RANDOLPH, NJ - Slots filled up quickly for Randolph High School’s Martin Luther King Day volunteer projects, reported student council representative Alyssa Horowitz.

“We actually didn’t have enough [slots],” Horowitz explained at Tuesday’s BOE meeting. “I think that next year, we’re definitely going to have more programs, so more students can get involved.”

Students visited Homeless Solutions, Interfaith Food Pantry, Unified Sports and Sunrise Senior Living. The students also offered Bingo for senior citizens at the high school, where Horowitz volunteered.

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Many sports teams volunteered as a group to help a specific project. “It was really great team bonding for them, while still getting to do something nice for the community,” Horowitz said.

“There were people that wanted to get involved, but it was such a quick fill up,” added board member Tammy MacKay. “So next year… they are already identifying other avenues, because there was such an overwhelming response.”

During the Superintendent’s Report, Board President Al Matos proclaimed Feb. 6-10 to be National School Counseling Week in the Randolph school district.

“School counselors are employed in public and private schools to help students reach their full potential,” Matos read from the proclamation. “Student counselors are actively committed to helping students explore their abilities, strengths, interests and talents as these traits relate to career awareness and development.”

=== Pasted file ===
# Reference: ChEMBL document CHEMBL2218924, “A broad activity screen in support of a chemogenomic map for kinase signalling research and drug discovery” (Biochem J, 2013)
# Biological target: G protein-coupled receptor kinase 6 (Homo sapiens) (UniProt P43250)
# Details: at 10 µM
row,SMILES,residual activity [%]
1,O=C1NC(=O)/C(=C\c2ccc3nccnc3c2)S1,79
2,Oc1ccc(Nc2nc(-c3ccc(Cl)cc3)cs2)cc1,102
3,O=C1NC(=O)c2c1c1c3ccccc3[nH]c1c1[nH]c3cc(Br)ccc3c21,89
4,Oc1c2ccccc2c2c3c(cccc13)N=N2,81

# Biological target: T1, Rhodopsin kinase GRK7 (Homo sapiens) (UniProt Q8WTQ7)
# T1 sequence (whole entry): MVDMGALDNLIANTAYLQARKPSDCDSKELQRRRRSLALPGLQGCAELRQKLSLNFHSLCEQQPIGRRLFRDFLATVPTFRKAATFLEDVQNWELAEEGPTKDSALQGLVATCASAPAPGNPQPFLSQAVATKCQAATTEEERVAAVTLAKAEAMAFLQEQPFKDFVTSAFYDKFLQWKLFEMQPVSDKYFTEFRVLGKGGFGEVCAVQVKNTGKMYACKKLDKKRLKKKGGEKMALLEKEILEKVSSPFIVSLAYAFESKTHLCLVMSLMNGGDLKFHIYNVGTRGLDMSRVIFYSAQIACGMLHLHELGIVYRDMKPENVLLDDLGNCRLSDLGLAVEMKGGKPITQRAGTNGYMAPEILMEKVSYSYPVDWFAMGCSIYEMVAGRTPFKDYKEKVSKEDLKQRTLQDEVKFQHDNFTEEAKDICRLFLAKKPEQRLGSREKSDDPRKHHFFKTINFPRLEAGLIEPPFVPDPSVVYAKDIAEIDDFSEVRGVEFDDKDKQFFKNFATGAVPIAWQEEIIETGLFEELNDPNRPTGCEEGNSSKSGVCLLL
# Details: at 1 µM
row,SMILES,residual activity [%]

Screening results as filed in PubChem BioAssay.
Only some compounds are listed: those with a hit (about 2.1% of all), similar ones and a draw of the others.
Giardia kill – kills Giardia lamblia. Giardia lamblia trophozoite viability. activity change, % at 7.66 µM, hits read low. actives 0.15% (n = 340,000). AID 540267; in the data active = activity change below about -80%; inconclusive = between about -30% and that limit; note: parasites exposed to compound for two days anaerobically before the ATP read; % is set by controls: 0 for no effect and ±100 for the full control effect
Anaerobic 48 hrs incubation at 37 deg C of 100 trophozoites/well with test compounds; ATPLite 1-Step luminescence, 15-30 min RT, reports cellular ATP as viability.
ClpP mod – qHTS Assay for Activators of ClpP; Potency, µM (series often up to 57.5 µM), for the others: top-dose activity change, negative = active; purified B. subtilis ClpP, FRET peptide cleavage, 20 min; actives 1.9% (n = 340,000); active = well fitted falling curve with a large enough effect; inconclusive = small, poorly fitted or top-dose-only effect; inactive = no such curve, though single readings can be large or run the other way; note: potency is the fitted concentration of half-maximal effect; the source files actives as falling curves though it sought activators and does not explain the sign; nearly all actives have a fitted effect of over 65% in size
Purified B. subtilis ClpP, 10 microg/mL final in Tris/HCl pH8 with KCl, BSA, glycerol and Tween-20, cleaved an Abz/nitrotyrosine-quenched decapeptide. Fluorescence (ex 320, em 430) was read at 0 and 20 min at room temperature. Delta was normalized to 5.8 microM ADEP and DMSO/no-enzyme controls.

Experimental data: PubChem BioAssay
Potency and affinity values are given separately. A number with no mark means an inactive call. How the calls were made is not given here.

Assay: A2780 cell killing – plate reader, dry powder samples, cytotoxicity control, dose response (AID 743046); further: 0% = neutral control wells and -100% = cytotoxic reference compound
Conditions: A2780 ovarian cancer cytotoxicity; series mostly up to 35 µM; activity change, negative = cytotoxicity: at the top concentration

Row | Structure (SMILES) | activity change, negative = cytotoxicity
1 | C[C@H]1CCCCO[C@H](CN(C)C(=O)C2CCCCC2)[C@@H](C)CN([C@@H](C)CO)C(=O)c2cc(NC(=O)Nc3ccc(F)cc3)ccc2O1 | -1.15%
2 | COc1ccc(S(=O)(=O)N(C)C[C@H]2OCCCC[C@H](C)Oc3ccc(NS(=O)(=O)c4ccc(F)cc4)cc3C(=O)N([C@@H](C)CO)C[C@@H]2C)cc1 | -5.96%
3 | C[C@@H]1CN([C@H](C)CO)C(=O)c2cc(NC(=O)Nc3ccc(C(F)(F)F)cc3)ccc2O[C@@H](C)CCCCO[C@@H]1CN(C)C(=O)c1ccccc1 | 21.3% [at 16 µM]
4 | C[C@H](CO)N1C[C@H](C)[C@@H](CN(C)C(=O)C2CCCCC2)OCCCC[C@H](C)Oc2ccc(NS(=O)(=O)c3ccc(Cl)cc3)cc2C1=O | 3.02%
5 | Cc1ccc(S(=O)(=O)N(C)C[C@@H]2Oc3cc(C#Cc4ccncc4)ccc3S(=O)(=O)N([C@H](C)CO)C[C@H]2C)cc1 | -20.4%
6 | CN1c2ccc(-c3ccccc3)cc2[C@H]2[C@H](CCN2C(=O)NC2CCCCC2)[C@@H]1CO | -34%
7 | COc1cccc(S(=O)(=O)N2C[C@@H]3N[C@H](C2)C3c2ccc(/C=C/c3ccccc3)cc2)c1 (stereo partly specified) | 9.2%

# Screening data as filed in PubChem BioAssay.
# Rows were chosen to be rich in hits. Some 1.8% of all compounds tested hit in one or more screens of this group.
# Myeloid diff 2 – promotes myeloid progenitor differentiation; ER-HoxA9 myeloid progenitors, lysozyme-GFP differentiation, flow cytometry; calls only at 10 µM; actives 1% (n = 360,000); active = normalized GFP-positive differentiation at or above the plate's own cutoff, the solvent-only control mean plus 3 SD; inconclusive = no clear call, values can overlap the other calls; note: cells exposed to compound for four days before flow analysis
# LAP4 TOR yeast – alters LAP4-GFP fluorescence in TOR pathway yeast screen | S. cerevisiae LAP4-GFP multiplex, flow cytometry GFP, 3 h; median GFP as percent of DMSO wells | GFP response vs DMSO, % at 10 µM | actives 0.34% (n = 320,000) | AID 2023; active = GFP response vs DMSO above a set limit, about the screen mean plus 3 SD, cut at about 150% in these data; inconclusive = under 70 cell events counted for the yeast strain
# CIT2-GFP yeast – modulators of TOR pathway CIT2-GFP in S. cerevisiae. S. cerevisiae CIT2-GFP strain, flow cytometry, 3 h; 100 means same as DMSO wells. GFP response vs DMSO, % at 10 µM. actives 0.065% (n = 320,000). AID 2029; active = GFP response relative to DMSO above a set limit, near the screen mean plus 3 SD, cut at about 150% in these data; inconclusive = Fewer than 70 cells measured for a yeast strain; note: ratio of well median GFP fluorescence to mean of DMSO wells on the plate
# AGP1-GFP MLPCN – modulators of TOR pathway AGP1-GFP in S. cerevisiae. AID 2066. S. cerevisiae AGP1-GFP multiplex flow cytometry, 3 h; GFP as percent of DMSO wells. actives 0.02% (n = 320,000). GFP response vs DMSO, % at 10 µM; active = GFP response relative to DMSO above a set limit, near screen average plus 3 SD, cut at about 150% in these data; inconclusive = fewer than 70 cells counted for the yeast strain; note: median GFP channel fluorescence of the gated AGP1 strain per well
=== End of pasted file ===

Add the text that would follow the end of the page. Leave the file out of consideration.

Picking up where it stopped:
The proclamation also focused on the counselors’ role in working with parents and school staff to help students achieve goals and develop into productive members of society.

“Comprehensive developmental school counseling programs are considered an integral part of the educational process that enables all students to achieve success in schools,” the proclamation stated.

LuAnn Mizzoni, the eighth grade counselor, and Michelle Belfiore, one of the high school counselors, attended the meeting to accept the proclamation.

During the President’s Report, Matos clarified and addressed comments that were made in the previous meeting regarding his year-end report.

In the Jan. 3 meeting, board member Anne Standridge commented that she felt the report was unclear, and Matos was presenting his own goals as board goals.

Comments were published in the TAP article for that meeting.

Upon review, Matos believes the report was clear that these were his own goals.

“I usually use my words pretty carefully,” Matos said. “Looking back, they were ‘my wishes’ not board goals. If they were board goals, I would state so.”

In her previous comments, Standridge also compared the situation to a past incident with former board member Jeffrey Braverman. However, Board Counsel Marc Zitomer responded that the two issues were not similar.

“The situation is distinguishable from the Mr. Braverman issue,” Zitomer explained. “Mr. Braverman… stated publicly information that we did not believe was entirely accurate. We cautioned Mr. Braverman, that while he was free to express his opinion,… it’s really important that the statement is accurate.”

In that situation, Braverman corrected the record and resolved the confusion in a following meeting.

“In looking at this statement, I do not believe that Matos crossed any legal or ethical boundaries,” Zitomer stated.

“I want good debate, but let’s make sure that we are accurate in our statements,” Matos concluded.